Premature Ejaculation: Causes and Cures

How fast is too fast?

You don't need a stopwatch to decide whether you have a problem with premature ejaculation. If you're reaching orgasm before you really want to, that's premature enough. That said, a definition from the International Society For Sexual Medicine notes that men who suffer from premature ejaculation "always or almost always" reach orgasm within about three minutes of starting sex. If both you and your partner are happy with your sex life, it doesn't really matter if if takes one minute or 20. But just for the sake of information, the average time from arousal to ejaculation is usually around five to 10 minutes. If you aren't lasting long enough to keep you or your partner satisfied, it's time to do something about it.

Does this happen a lot?

Premature ejaculation is a very common problem. According to some estimates, about 30 percent of American men currently have the complaint. Some men may not be aware they have a problem, though, because their partners are reluctant to talk about it. Usually, premature ejaculation (also called involuntary ejaculation) is a temporary condition among young, inexperienced men or people beginning a new relationship.

What causes it?

In most cases, premature ejaculation is caused by one of two things: excitement or anxiety. The first few times a young, inexperienced man has sex with a partner, he may have trouble controlling the way he responds -- it feels involuntary, like being on autopilot. Usually, practice makes perfect. He (and his partner) may also be afraid that what they're doing is wrong, or worried they'll get caught in the act, so the sex is often rushed and unsatisfying. In some cases, the problem doesn't go away over time. Climaxing quickly may begin during youth and then become an unconscious, physically ingrained habit that persists later in life.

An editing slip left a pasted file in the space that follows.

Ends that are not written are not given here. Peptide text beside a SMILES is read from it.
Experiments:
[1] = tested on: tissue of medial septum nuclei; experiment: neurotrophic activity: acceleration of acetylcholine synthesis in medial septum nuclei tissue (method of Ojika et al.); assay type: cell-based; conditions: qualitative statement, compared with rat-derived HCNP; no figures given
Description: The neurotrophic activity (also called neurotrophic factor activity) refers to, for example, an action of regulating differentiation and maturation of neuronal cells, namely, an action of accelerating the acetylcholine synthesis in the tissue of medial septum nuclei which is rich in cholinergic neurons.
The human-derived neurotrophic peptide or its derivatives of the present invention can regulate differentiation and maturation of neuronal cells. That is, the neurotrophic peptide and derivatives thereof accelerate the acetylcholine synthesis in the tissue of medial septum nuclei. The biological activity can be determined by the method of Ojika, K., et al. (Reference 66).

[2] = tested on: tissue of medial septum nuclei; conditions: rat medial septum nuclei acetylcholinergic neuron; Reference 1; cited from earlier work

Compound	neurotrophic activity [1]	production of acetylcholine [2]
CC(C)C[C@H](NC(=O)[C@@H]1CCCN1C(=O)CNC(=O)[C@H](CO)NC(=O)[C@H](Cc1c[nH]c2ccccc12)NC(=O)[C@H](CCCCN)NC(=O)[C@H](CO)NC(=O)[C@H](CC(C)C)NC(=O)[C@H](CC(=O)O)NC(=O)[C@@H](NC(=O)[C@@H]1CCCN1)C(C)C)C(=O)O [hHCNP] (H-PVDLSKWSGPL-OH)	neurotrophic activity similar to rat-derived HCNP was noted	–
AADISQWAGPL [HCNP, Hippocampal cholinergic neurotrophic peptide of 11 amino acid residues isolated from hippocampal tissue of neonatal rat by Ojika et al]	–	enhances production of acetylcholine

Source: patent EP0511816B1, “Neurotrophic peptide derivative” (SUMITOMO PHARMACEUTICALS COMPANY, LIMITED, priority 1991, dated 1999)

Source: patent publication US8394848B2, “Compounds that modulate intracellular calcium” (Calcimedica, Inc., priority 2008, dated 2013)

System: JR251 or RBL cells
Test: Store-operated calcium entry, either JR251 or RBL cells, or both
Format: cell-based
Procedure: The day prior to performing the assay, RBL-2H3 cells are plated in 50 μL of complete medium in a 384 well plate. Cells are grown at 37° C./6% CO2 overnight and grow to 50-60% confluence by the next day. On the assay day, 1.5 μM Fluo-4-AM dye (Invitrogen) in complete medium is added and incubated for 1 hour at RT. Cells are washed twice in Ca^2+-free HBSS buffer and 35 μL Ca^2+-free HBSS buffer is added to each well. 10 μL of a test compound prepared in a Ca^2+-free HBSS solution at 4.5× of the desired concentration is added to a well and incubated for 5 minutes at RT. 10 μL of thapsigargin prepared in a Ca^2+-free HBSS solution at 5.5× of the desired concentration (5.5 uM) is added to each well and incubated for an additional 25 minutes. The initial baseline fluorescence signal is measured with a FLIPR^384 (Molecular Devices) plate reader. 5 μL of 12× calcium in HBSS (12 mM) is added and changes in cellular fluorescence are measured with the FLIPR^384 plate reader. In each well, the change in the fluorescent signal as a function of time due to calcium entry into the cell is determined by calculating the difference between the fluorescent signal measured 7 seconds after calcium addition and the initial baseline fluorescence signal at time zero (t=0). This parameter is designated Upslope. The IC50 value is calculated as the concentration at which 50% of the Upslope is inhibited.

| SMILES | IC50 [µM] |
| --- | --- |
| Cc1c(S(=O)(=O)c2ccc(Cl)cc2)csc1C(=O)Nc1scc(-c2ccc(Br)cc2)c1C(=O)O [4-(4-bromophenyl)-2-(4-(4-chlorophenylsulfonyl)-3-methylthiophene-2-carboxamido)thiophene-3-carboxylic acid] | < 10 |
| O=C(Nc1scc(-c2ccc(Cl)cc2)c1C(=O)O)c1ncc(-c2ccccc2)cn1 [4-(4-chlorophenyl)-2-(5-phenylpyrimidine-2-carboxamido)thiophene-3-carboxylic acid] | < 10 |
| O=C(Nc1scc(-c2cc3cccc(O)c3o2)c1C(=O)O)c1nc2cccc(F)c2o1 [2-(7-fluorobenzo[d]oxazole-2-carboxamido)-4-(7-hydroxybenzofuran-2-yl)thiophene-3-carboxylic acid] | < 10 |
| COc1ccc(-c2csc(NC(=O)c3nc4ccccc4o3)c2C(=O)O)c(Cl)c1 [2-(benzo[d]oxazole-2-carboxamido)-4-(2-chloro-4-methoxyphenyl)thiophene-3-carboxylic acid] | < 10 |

If the problem crops up during adult years, it's probably due to anxiety (although the excitement factor can return if, for example, you're having sex after a long break or with a new partner). Any number of things can cause anxiety during sex, including wanting to avoid pregnancy, stress at work or in other areas of your life, and the fear that you may not be pleasing your partner. Premature ejaculation is rarely caused by physical disorders, but possible causes include multiple sclerosis, extreme sensitivity in the penis, injury to the nerves, and other neurological problems.

What can I do if I want to last longer?

In general, try to become more aware of your body and how you respond during sex, from initial excitement, through the "plateau" when you're fully aroused, to the time you reach orgasm. Take deep breaths; this helps interrupt your stress response and forces you to relax. Also, try to be active with your whole body during sex -- using full-body caresses and nongenital touching -- instead of fixating on your penis.

Avoid drugs and alcohol. Although they can slow your response, they'll also keep you from developing the body awareness that will allow you to solve the problem permanently. Thinking about other things -- like football or your latest weekend project -- can be counterproductive too, for the same reason.

You can also try one of these tricks:

  • Masturbation. Having sex alone about two to four hours before the big event helps some men have a stronger, longer-lasting erection the second time around.